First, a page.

Greeks arrest suspected smugglers on boat with nearly 500 migrants

Greek authorities have arrested seven Egyptian nationals on charges of human trafficking after a boat with nearly 500 migrants on board was brought to the island of Crete this week.

The seven Egyptians are believed to have been part of the crew of the fishing boat which was heading from Libya to Italy but was intercepted after a distress call due to high winds at sea and loss of piloting ability and brought to the Greek island of Crete.

The 82-foot-long fishing boat contained a total of 483 migrants, one of the largest individual shipments of migrants ashore in Greece in years, according to the newspaper Ekathimerini reports.

On Friday, the seven Egyptians were arrested by Greek authorities. They are believed to be part of a smuggling ring who charged migrants on the ship up to $4,000 / £3,308 for the trip from Libya to Italy.

According to the Greek Coast Guard, the ship contained 336 adult men, ten women, 128 believed to be minors and nine girls, with the migrants coming mainly from Egypt, Syria, Pakistan, Palestine and Sudan.

Boats with hundreds of migrants on board crossing the Mediterranean are now relatively rare, but the number of migrants crossing the sea from North Africa to the European Union as a whole has increased in 2022, the United Nations Agency for refugees (UNHCR) claiming that more than 92,000 migrants have arrived in Italy alone so far this year.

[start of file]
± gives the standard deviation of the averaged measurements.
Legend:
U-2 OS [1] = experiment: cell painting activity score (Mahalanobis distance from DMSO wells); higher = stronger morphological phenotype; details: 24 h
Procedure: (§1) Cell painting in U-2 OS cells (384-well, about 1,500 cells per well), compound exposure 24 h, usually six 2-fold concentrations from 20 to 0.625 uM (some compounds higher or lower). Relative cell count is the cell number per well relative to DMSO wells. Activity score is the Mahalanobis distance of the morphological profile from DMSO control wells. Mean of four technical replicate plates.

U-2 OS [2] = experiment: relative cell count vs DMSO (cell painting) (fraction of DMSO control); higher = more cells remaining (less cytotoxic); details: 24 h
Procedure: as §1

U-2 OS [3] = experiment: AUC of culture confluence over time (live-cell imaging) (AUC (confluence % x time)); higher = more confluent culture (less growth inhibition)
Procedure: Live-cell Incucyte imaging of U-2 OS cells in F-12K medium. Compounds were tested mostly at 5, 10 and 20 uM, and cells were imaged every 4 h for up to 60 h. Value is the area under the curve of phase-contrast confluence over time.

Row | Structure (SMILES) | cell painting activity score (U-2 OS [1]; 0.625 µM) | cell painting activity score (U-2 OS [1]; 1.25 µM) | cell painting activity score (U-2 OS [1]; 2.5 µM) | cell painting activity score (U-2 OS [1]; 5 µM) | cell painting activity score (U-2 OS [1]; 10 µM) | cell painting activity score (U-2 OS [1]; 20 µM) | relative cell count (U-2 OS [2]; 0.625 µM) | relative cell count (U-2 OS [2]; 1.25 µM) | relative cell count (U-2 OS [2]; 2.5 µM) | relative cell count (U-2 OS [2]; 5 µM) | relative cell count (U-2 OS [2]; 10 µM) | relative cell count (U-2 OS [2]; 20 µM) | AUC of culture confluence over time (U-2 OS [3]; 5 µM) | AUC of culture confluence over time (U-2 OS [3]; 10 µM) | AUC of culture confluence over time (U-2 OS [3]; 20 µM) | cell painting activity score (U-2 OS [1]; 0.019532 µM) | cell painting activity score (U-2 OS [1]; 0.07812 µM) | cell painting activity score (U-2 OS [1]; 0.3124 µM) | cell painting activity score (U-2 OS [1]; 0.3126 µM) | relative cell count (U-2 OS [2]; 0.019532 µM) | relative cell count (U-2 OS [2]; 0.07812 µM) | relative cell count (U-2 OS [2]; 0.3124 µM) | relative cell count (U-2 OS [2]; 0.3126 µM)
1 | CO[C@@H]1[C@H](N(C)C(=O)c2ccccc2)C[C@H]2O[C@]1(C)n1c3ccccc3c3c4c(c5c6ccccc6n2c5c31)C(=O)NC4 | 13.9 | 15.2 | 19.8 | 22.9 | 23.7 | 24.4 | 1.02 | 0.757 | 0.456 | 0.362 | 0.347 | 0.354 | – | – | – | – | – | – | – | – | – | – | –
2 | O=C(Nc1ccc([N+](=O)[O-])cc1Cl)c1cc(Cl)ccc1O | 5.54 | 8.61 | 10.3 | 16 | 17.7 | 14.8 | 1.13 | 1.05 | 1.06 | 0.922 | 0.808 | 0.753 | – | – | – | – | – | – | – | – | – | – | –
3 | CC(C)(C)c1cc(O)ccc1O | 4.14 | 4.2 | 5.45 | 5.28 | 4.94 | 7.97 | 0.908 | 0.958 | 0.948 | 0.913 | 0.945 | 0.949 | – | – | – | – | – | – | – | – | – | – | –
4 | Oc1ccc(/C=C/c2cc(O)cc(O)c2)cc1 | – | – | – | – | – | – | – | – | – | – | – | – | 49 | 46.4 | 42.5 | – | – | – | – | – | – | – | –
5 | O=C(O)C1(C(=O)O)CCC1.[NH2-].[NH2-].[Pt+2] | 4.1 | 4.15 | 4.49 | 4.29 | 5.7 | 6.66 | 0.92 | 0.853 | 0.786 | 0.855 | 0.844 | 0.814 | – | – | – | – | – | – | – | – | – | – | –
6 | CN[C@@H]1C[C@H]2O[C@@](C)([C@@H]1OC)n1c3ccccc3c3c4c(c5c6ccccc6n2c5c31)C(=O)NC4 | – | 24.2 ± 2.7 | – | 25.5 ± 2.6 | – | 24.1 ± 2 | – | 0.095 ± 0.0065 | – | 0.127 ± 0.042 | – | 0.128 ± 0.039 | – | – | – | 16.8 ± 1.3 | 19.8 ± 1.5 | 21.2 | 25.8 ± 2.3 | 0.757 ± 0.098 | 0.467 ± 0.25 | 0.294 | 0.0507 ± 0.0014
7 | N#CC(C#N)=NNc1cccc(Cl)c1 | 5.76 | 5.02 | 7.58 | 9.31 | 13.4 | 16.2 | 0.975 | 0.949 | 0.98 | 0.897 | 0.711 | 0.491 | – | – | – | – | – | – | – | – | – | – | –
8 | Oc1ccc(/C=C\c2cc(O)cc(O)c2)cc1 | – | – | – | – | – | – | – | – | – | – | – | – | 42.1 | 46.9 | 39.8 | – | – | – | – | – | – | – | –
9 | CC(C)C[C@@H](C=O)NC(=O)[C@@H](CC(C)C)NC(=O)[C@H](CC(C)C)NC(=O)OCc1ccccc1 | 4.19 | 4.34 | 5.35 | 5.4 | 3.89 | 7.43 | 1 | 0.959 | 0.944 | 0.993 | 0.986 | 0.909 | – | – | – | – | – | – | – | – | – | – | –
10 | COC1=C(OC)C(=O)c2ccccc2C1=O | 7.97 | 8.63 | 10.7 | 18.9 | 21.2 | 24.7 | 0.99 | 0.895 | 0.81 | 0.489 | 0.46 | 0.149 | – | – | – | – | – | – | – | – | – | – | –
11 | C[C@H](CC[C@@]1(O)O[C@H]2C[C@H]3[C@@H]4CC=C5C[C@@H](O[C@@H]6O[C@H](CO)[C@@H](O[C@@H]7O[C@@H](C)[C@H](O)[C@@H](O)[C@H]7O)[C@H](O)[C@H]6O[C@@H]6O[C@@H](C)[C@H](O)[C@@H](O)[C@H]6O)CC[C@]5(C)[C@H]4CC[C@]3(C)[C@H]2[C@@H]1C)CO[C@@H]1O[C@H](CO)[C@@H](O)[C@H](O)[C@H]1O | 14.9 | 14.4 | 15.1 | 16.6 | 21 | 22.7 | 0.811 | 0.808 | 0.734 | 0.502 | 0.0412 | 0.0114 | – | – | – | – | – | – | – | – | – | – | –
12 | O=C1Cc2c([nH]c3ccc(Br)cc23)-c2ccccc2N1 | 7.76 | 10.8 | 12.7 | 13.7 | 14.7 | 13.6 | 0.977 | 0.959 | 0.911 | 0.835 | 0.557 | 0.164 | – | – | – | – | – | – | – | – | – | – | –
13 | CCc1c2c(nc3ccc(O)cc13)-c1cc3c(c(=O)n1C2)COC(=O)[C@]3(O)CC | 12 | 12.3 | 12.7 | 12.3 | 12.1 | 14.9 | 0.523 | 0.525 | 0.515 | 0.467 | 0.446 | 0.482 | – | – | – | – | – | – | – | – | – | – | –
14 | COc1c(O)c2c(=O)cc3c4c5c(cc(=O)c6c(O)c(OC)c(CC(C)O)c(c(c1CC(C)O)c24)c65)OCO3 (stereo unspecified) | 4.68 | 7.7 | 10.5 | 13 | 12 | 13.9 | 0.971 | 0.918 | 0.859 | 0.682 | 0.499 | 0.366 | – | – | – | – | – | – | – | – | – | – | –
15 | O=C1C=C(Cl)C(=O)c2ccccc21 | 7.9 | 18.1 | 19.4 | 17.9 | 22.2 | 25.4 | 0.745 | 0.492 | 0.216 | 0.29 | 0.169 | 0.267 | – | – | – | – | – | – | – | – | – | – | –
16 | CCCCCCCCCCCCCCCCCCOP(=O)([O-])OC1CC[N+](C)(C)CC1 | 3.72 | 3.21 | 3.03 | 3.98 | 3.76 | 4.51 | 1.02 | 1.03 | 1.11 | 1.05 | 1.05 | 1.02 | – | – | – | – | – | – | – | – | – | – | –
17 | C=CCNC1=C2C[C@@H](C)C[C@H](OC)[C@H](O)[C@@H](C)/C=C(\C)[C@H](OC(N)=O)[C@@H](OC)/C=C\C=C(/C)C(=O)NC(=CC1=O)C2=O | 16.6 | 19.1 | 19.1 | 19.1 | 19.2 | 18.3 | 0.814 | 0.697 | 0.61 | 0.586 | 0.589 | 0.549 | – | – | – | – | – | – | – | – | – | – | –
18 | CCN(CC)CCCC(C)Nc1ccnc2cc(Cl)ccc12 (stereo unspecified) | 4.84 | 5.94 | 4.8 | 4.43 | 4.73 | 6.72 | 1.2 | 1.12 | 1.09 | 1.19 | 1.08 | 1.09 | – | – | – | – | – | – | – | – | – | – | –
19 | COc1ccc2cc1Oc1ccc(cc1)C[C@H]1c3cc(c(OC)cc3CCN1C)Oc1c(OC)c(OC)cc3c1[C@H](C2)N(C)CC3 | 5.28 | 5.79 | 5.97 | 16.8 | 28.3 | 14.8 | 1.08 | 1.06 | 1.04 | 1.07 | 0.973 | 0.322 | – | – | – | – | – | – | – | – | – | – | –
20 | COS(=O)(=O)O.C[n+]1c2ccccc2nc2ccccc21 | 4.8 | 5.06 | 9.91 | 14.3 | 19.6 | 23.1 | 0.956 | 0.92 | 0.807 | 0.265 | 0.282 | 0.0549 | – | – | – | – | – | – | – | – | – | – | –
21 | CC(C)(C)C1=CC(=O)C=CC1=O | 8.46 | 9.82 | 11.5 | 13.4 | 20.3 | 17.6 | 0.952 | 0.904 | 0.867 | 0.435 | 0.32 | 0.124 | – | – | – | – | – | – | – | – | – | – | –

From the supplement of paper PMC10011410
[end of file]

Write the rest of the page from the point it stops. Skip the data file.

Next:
Frontex, the European Union’s border agency, published a report earlier this month on illegal entries into the EU, noting that in the first ten months of 2022 the bloc had seen an increase 74% of illegal arrivals.

While the report notes a 59% increase on the Central Mediterranean route, the Eastern Mediterranean, where Greece is one of the main entry points, saw a 122% increase, with 35,343 illegal crossings between January and October.

Greek authorities have launched several investigations into the activities of smugglers at their borders, including one last month suggesting that pro-migration NGOs could coordinate with smugglers to help migrants enter their country illegally.

Follow Chris Tomlinson on Twitter at @TomlinsonCJ or by e-mail at ctomlinson(at)

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